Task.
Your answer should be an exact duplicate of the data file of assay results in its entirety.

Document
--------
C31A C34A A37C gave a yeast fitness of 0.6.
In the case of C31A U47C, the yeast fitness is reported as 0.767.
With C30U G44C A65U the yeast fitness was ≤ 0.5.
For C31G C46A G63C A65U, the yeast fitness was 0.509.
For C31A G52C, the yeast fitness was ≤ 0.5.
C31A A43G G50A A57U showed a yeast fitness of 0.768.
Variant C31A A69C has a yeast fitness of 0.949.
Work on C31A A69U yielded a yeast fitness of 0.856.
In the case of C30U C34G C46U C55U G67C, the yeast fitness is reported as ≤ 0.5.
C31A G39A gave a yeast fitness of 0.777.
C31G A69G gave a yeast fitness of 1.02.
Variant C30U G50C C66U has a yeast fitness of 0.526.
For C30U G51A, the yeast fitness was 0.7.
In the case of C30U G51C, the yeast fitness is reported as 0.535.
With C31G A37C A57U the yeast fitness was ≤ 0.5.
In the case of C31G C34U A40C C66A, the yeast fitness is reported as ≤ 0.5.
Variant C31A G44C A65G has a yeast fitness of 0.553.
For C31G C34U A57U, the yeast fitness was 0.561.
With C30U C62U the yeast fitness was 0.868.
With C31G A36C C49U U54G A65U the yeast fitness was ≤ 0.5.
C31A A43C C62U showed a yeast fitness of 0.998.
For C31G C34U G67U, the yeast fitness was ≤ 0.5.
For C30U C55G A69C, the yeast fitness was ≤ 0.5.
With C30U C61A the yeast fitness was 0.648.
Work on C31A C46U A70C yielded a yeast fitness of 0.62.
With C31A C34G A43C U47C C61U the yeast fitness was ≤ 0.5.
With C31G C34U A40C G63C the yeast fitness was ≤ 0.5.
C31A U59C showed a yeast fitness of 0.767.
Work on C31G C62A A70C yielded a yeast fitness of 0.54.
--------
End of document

C31A C34A A37C gave a yeast fitness of 0.6.
In the case of C31A U47C, the yeast fitness is reported as 0.767.
With C30U G44C A65U the yeast fitness was ≤ 0.5.
For C31G C46A G63C A65U, the yeast fitness was 0.509.
For C31A G52C, the yeast fitness was ≤ 0.5.
C31A A43G G50A A57U showed a yeast fitness of 0.768.
Variant C31A A69C has a yeast fitness of 0.949.
Work on C31A A69U yielded a yeast fitness of 0.856.
In the case of C30U C34G C46U C55U G67C, the yeast fitness is reported as ≤ 0.5.
C31A G39A gave a yeast fitness of 0.777.
C31G A69G gave a yeast fitness of 1.02.
Variant C30U G50C C66U has a yeast fitness of 0.526.
For C30U G51A, the yeast fitness was 0.7.
In the case of C30U G51C, the yeast fitness is reported as 0.535.
With C31G A37C A57U the yeast fitness was ≤ 0.5.
In the case of C31G C34U A40C C66A, the yeast fitness is reported as ≤ 0.5.
Variant C31A G44C A65G has a yeast fitness of 0.553.
For C31G C34U A57U, the yeast fitness was 0.561.
With C30U C62U the yeast fitness was 0.868.
With C31G A36C C49U U54G A65U the yeast fitness was ≤ 0.5.
C31A A43C C62U showed a yeast fitness of 0.998.
For C31G C34U G67U, the yeast fitness was ≤ 0.5.
For C30U C55G A69C, the yeast fitness was ≤ 0.5.
With C30U C61A the yeast fitness was 0.648.
Work on C31A C46U A70C yielded a yeast fitness of 0.62.
With C31A C34G A43C U47C C61U the yeast fitness was ≤ 0.5.
With C31G C34U A40C G63C the yeast fitness was ≤ 0.5.
C31A U59C showed a yeast fitness of 0.767.
Work on C31G C62A A70C yielded a yeast fitness of 0.54.